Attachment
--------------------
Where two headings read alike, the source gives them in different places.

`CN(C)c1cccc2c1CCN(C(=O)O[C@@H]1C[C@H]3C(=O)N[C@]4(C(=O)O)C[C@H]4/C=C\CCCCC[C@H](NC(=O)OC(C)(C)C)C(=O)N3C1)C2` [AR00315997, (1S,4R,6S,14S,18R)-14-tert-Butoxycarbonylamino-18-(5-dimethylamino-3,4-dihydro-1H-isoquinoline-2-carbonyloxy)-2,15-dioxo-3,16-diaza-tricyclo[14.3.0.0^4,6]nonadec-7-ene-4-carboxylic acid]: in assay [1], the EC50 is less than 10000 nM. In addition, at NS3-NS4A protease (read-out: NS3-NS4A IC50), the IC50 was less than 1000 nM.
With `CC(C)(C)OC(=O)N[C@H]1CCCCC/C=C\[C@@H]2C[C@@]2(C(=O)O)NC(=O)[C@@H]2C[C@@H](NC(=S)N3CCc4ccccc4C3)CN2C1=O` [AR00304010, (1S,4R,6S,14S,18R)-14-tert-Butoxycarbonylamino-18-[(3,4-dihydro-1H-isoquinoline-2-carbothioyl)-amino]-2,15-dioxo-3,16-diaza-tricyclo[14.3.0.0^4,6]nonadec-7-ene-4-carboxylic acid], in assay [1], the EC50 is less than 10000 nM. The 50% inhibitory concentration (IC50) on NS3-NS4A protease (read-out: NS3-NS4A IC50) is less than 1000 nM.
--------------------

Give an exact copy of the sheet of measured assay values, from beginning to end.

Where two headings read alike, the source gives them in different places.

`CN(C)c1cccc2c1CCN(C(=O)O[C@@H]1C[C@H]3C(=O)N[C@]4(C(=O)O)C[C@H]4/C=C\CCCCC[C@H](NC(=O)OC(C)(C)C)C(=O)N3C1)C2` [AR00315997, (1S,4R,6S,14S,18R)-14-tert-Butoxycarbonylamino-18-(5-dimethylamino-3,4-dihydro-1H-isoquinoline-2-carbonyloxy)-2,15-dioxo-3,16-diaza-tricyclo[14.3.0.0^4,6]nonadec-7-ene-4-carboxylic acid]: in assay [1], the EC50 is less than 10000 nM. In addition, at NS3-NS4A protease (read-out: NS3-NS4A IC50), the IC50 was less than 1000 nM.
With `CC(C)(C)OC(=O)N[C@H]1CCCCC/C=C\[C@@H]2C[C@@]2(C(=O)O)NC(=O)[C@@H]2C[C@@H](NC(=S)N3CCc4ccccc4C3)CN2C1=O` [AR00304010, (1S,4R,6S,14S,18R)-14-tert-Butoxycarbonylamino-18-[(3,4-dihydro-1H-isoquinoline-2-carbothioyl)-amino]-2,15-dioxo-3,16-diaza-tricyclo[14.3.0.0^4,6]nonadec-7-ene-4-carboxylic acid], in assay [1], the EC50 is less than 10000 nM. The 50% inhibitory concentration (IC50) on NS3-NS4A protease (read-out: NS3-NS4A IC50) is less than 1000 nM.